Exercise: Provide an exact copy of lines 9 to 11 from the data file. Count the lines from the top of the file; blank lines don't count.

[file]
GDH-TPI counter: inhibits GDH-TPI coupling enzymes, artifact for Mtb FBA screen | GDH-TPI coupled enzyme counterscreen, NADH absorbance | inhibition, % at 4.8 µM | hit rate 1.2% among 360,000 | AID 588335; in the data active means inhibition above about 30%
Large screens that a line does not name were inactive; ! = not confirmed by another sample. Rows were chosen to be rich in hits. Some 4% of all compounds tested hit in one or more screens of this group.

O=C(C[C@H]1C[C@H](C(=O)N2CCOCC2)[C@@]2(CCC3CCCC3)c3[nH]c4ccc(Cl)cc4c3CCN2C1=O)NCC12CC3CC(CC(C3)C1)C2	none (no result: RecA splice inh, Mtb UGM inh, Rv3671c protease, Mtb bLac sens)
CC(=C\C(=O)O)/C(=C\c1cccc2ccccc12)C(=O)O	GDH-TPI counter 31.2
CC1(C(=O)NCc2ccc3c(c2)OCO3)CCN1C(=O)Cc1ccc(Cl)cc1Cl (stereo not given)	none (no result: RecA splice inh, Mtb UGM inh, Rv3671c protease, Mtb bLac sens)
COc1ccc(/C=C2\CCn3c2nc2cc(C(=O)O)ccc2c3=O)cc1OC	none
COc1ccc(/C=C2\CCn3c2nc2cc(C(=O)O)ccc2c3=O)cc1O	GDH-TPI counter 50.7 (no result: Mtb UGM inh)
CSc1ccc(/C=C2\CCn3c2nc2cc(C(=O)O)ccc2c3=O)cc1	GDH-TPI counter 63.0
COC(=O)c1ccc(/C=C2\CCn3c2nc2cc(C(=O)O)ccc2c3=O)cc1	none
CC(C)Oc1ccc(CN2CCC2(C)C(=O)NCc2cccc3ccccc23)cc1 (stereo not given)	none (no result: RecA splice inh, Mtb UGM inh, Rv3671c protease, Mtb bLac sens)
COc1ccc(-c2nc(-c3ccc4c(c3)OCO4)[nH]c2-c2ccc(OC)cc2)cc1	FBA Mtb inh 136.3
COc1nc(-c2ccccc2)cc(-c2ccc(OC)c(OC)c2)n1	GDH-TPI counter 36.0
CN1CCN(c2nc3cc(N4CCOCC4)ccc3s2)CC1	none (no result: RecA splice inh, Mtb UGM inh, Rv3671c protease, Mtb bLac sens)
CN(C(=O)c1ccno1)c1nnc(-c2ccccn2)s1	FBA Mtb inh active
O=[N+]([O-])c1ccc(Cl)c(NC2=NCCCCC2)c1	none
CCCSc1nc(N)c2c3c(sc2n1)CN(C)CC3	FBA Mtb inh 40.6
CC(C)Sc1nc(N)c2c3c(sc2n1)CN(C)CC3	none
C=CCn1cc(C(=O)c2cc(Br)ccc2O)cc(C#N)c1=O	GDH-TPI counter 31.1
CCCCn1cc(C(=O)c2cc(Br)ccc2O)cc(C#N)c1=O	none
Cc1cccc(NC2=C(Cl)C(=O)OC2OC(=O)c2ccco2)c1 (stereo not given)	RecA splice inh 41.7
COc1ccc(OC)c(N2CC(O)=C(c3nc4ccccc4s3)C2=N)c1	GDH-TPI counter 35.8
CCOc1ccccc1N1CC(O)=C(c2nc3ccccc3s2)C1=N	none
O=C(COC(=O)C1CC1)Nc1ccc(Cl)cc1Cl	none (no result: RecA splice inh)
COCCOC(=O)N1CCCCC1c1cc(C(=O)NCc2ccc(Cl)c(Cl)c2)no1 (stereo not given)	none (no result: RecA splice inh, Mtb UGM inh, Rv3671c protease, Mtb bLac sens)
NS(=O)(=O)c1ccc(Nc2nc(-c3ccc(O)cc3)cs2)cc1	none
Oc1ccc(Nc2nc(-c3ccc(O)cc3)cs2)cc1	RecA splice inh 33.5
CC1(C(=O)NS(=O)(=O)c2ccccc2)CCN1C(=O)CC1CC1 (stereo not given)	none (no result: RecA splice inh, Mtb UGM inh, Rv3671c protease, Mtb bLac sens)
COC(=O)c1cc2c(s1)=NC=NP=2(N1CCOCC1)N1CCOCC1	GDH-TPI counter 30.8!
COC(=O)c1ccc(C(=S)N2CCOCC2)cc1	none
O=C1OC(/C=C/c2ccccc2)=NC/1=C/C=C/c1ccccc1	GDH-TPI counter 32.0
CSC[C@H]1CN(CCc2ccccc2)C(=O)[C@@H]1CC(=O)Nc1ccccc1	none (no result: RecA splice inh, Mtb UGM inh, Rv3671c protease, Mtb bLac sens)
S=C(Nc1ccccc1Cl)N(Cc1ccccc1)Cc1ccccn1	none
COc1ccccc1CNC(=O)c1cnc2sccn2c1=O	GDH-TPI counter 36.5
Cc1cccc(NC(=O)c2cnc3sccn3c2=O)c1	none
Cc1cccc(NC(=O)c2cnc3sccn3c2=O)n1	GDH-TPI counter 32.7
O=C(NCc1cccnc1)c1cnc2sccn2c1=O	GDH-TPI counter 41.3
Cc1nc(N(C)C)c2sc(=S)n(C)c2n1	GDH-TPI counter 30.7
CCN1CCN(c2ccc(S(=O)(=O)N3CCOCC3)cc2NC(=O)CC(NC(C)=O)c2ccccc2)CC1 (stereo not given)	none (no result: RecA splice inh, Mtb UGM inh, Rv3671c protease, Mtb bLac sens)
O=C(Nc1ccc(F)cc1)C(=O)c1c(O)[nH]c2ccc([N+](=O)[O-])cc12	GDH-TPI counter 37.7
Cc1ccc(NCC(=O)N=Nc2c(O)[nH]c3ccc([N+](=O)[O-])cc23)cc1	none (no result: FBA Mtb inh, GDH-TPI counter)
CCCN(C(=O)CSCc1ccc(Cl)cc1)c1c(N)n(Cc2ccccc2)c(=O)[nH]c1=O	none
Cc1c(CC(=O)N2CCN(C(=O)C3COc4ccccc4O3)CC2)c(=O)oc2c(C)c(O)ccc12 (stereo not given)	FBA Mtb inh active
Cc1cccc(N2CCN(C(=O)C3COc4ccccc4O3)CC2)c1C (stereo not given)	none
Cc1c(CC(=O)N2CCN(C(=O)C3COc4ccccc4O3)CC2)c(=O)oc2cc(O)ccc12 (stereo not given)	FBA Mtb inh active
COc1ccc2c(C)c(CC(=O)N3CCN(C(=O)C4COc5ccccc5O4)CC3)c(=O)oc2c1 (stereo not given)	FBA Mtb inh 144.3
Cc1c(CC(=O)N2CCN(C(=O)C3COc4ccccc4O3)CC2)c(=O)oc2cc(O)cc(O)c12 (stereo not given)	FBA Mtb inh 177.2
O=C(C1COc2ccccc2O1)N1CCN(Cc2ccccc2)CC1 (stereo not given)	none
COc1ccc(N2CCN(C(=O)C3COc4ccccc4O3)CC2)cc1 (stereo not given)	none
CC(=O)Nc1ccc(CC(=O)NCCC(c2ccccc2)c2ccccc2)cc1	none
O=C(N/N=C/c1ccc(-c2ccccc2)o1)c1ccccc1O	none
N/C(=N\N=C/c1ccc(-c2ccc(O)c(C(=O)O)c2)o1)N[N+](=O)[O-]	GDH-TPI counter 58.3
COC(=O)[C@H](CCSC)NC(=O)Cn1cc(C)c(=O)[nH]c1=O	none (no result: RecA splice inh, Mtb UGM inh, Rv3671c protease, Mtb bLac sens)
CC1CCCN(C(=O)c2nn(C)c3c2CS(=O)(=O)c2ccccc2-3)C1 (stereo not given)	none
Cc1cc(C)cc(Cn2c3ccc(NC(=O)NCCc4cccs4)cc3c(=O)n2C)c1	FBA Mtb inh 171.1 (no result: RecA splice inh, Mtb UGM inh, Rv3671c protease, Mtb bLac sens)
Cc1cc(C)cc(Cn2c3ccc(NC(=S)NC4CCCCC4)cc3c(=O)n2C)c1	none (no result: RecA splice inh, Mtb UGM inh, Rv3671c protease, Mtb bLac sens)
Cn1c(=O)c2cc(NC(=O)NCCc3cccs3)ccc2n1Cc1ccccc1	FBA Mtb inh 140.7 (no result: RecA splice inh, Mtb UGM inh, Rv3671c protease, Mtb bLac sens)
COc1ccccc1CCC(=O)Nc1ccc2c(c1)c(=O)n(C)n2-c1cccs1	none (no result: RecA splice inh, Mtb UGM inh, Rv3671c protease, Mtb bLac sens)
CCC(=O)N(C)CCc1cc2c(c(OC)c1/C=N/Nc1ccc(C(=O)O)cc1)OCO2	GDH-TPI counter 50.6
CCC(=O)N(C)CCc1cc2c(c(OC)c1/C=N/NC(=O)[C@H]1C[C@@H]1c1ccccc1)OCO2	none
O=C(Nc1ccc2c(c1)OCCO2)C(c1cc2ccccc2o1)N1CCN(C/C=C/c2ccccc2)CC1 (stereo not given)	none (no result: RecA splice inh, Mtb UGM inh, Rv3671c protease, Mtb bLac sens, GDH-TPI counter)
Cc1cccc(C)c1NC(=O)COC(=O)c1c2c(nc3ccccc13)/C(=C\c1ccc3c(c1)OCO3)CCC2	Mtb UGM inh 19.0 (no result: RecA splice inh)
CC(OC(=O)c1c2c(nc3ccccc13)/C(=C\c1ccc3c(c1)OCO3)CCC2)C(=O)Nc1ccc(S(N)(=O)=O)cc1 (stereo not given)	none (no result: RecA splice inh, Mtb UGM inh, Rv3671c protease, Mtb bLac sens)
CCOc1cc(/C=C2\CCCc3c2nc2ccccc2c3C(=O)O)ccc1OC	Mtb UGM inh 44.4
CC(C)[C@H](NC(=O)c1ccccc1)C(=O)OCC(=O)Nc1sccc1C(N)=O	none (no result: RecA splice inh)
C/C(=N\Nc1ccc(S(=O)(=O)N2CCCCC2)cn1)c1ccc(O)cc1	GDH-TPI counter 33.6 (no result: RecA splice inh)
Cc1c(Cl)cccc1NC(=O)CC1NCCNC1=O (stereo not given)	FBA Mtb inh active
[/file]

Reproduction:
COC(=O)c1ccc(/C=C2\CCn3c2nc2cc(C(=O)O)ccc2c3=O)cc1	none
CC(C)Oc1ccc(CN2CCC2(C)C(=O)NCc2cccc3ccccc23)cc1 (stereo not given)	none (no result: RecA splice inh, Mtb UGM inh, Rv3671c protease, Mtb bLac sens)
COc1ccc(-c2nc(-c3ccc4c(c3)OCO4)[nH]c2-c2ccc(OC)cc2)cc1	FBA Mtb inh 136.3